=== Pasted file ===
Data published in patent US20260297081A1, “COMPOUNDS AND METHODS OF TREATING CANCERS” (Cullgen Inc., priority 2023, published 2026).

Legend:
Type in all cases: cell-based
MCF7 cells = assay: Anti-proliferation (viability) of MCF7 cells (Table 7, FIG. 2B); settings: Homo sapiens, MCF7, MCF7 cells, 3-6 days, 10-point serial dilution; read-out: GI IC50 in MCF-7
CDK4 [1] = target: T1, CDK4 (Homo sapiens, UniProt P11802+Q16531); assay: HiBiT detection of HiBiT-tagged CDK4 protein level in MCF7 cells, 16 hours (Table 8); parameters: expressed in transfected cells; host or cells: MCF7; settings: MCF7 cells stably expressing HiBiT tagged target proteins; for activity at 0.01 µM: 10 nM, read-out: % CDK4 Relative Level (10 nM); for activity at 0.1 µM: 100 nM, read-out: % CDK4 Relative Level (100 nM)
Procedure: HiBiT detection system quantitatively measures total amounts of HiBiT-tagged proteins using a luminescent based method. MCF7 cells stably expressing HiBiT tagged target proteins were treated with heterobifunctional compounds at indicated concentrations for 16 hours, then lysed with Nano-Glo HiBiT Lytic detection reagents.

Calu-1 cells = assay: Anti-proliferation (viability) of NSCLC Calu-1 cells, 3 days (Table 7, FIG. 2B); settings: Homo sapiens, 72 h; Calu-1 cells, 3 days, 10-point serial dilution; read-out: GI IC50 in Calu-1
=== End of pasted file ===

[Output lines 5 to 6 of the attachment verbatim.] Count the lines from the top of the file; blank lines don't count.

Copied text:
CDK4 [1] = target: T1, CDK4 (Homo sapiens, UniProt P11802+Q16531); assay: HiBiT detection of HiBiT-tagged CDK4 protein level in MCF7 cells, 16 hours (Table 8); parameters: expressed in transfected cells; host or cells: MCF7; settings: MCF7 cells stably expressing HiBiT tagged target proteins; for activity at 0.01 µM: 10 nM, read-out: % CDK4 Relative Level (10 nM); for activity at 0.1 µM: 100 nM, read-out: % CDK4 Relative Level (100 nM)
Procedure: HiBiT detection system quantitatively measures total amounts of HiBiT-tagged proteins using a luminescent based method. MCF7 cells stably expressing HiBiT tagged target proteins were treated with heterobifunctional compounds at indicated concentrations for 16 hours, then lysed with Nano-Glo HiBiT Lytic detection reagents.